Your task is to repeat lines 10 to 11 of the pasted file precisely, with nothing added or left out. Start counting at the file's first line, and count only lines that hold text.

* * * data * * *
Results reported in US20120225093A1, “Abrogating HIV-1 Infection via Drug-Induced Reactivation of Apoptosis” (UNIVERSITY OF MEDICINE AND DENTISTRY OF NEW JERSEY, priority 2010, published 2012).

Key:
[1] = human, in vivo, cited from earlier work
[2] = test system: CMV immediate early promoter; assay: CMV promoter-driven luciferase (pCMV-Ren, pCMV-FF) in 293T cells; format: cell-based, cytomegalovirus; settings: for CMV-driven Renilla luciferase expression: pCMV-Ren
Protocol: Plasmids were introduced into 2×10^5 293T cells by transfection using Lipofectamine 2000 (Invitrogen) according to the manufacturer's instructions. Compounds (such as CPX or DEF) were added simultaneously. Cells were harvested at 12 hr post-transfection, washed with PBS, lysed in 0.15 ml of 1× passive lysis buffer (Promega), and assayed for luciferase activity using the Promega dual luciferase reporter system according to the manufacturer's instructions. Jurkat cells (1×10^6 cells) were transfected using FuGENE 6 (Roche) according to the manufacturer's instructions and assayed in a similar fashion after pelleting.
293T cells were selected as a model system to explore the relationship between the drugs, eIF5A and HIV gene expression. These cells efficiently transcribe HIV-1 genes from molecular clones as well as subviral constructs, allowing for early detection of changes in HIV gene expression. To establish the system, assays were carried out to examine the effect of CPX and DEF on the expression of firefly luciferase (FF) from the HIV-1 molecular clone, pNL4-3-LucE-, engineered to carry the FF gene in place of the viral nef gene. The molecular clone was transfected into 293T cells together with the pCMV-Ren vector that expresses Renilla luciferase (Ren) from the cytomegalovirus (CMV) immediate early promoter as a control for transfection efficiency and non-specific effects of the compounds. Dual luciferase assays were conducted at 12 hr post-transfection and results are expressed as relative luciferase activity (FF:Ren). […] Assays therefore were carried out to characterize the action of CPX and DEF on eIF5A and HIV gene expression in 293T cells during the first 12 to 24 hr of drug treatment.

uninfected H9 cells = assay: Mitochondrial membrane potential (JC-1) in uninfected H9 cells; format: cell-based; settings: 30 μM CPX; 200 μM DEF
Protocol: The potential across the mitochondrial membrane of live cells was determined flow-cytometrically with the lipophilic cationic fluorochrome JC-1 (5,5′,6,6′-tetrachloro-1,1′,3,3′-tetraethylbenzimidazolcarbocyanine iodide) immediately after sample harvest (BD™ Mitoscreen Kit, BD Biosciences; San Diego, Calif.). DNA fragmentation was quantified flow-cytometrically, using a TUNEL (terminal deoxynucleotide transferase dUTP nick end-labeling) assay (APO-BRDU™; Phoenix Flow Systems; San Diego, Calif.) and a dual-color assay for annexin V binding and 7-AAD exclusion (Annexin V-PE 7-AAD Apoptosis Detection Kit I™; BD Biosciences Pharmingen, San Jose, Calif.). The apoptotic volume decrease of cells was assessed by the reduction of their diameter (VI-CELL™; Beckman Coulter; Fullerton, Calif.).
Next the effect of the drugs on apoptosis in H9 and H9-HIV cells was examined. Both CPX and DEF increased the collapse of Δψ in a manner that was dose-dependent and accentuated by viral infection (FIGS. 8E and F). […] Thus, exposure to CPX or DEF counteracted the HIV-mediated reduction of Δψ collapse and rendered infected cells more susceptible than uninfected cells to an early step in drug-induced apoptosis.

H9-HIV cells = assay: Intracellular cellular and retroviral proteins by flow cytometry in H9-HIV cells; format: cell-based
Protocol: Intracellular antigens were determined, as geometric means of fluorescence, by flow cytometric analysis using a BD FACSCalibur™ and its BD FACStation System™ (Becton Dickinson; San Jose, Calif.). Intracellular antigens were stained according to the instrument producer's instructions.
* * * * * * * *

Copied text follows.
H9-HIV cells = assay: Intracellular cellular and retroviral proteins by flow cytometry in H9-HIV cells; format: cell-based
Protocol: Intracellular antigens were determined, as geometric means of fluorescence, by flow cytometric analysis using a BD FACSCalibur™ and its BD FACStation System™ (Becton Dickinson; San Jose, Calif.). Intracellular antigens were stained according to the instrument producer's instructions.